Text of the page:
The reaction is preferably carried out at a temperature of from about 0 C. to about 60 C. More preferably the temperature is from about 0 to about 35 C. and, most preferably, from about 0 C. to about 15 C.

The present invention is further exemplified by the examples below which are presented to illustrate certain specific embodiments of the invention, but are not intended to be construed so as to be restrictive of the spirit and scope thereof.

EXAMPLE I

To a 500 ml, three-neck flask equipped with an agitator, cooling means, a thermometer, and bromine and chlorine subsurface feed means were charged 10 grams (0.25 mole) of sodium hydroxide, 200 grams of water, 16 grams (0.125 mole) of 5,5-dimethylhydantoin (DMH), and 13.2 grams of dichloromethane under agitation at 15 C. Then, 15 grams (0.0625 mole) of bromine was fed into the reactor over a period of 2 minutes. Next 13.4 grams (0.188 mole) of chlorine was fed into the reactor over a period of 12 minutes and a pH of 5.5 was achieved. A temperature of 15 C. was maintained during the reaction. The resulting product, N-bromo-N'-chloro-5,5-dimethylhydantoin (BCDMH), which comprised particles having a diameter from about 1/16 (inch) to about 1/8 inch, was filtered using a Buchner funnel and washed with 20 ml of water. The BCDMH was dried at 60 C. under reduced pressure for four hours. The yield of BCDMH was 26.8 grams which was 89% of theoretical.

EXAMPLE II

A procedure and stoichiometry identical to Example I was utilized for the Example except that 26.4 grams rather than 13.2 grams of dichloromethane was used. The resulting product BCDMH comprised particles having a diameter from 1/10 (inch) to 1/6 inch. The yield of BCDMH was 84% of theoretical.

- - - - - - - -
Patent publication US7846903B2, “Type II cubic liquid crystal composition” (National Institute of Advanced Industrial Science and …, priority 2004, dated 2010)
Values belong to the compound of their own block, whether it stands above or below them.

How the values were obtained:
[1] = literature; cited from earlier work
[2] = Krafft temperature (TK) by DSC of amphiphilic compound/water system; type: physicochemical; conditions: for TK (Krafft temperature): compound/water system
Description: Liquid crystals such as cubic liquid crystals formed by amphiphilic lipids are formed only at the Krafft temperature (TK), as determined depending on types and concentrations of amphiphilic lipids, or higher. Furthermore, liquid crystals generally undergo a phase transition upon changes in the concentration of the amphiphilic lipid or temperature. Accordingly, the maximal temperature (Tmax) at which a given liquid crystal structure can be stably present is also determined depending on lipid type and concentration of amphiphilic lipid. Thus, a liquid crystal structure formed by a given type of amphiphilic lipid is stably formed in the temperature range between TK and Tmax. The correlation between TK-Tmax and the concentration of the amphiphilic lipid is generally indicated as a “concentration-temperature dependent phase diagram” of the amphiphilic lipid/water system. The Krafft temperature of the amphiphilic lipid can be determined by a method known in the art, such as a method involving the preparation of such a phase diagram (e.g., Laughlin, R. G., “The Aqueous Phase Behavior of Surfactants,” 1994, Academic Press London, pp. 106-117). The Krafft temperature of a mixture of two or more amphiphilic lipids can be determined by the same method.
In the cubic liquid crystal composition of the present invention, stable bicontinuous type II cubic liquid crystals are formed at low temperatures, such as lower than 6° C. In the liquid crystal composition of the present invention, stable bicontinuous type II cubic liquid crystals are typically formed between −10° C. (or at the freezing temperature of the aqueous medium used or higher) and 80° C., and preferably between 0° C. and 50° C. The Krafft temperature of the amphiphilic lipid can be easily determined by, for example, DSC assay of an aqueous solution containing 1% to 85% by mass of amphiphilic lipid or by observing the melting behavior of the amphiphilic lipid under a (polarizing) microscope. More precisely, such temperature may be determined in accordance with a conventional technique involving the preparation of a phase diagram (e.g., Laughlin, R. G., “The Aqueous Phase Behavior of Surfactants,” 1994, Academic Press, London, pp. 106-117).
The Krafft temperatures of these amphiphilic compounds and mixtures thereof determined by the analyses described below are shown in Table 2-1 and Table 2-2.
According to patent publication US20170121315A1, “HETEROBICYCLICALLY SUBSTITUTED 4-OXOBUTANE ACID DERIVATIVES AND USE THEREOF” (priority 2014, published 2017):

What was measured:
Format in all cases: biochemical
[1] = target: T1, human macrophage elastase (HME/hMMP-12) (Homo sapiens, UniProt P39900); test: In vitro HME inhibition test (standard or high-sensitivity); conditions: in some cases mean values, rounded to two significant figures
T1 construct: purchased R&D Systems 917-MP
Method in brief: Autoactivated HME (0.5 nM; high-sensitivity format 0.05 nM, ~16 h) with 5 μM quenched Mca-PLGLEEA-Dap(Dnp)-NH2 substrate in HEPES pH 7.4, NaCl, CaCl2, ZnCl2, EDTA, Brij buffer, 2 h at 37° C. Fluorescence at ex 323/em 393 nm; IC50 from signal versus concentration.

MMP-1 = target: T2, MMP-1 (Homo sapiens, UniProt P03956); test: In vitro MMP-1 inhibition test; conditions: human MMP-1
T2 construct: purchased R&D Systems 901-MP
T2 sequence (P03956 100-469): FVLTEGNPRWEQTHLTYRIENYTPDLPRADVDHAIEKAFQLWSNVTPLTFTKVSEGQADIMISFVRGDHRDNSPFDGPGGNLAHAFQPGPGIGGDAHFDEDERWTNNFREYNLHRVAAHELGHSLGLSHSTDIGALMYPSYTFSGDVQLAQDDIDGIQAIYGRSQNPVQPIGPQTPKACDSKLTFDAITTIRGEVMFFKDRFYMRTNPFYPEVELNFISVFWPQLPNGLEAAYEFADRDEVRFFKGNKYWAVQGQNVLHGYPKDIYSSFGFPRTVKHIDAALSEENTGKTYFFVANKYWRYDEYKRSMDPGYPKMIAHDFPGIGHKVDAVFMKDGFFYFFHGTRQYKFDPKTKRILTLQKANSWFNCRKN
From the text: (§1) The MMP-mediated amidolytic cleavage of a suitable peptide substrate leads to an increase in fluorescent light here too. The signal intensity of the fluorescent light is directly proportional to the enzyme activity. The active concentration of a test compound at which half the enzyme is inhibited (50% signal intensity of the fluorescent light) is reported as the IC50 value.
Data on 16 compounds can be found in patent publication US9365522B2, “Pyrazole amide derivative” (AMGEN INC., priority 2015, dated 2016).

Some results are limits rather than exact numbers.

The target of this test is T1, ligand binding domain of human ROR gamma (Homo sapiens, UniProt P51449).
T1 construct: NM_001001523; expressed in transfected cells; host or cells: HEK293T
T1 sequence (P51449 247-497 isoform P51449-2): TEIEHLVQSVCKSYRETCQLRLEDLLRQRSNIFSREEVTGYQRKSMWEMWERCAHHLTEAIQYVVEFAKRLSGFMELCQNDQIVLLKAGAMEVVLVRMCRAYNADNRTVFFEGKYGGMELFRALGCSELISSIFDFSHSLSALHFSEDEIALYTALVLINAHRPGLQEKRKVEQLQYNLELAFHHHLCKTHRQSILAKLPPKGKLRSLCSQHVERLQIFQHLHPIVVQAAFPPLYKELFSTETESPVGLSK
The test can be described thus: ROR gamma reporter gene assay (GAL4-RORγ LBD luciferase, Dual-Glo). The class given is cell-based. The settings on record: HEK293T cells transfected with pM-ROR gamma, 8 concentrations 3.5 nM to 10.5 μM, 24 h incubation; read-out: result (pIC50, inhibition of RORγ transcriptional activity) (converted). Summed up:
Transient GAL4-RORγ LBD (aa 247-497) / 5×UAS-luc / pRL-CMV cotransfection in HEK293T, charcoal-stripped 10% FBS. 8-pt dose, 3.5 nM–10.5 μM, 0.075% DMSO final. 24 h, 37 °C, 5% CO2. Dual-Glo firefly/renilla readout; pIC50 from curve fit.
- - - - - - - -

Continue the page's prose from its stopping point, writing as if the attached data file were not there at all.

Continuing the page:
EXAMPLE III

A procedure and stoichiometry identical to Example I was utilized except that 264 grams instead of 13.2 grams of dichloromethane and 20 grams instead of 200 grams of water, were used. The resulting product BCDMH comprised particles having a diameter of 1/16 (inch) to 1/8 inch. The yield of BCDMH was about 90% of theoretical.

EXAMPLE IV

To a 12 liter reactor equipped with an agitator, cooling means and bromine and chlorine subsurface feed means, were charged 4800 grams of tap water, 729 grams of sodium hydroxide, 1152 grams of 5,5-dimethylhydantoin (DMH) and 450 grams of dichloromethane under agitation. Then 647 grams of bromine was fed subsurfacely into the reaction mixture over a period of about 20 minutes. Next 850 grams of chlorine was fed subsurfacely into the reactor over a period of 3 hours. A temperature of 15 C. was maintained during the reaction. The resulting product, N-bromo-N'-chloro-5,5-dimethylhydantoin (BCDMH), which comprised particles having a diameter from 1/16 inch to 150 inch, was filtered using a Buchner funnel and washed with 1 quart of water. The BCDMH was dried in a fluidized bed dryer. The yield of BCDMH was 1882 grams.